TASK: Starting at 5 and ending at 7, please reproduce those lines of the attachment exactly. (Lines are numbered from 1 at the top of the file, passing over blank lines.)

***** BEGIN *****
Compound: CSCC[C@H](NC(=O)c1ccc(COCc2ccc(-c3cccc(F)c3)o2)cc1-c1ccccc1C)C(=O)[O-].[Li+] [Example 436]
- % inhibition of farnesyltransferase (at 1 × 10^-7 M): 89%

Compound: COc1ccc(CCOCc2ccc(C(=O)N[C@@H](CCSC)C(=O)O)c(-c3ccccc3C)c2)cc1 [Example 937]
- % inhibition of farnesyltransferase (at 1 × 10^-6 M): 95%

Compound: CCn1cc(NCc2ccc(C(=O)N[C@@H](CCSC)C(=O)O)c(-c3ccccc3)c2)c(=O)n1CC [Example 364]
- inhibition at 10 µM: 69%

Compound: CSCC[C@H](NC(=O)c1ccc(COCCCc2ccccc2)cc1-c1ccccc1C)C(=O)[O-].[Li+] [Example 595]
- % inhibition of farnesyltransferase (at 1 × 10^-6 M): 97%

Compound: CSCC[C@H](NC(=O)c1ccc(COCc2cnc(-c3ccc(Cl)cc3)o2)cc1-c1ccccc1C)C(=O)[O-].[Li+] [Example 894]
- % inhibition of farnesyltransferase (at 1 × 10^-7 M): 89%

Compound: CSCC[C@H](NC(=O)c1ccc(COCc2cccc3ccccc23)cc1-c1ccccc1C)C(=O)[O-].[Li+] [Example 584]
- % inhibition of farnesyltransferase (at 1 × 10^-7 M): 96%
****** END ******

Compound: CCn1cc(NCc2ccc(C(=O)N[C@@H](CCSC)C(=O)O)c(-c3ccccc3)c2)c(=O)n1CC [Example 364]
- inhibition at 10 µM: 69%

Compound: CSCC[C@H](NC(=O)c1ccc(COCCCc2ccccc2)cc1-c1ccccc1C)C(=O)[O-].[Li+] [Example 595]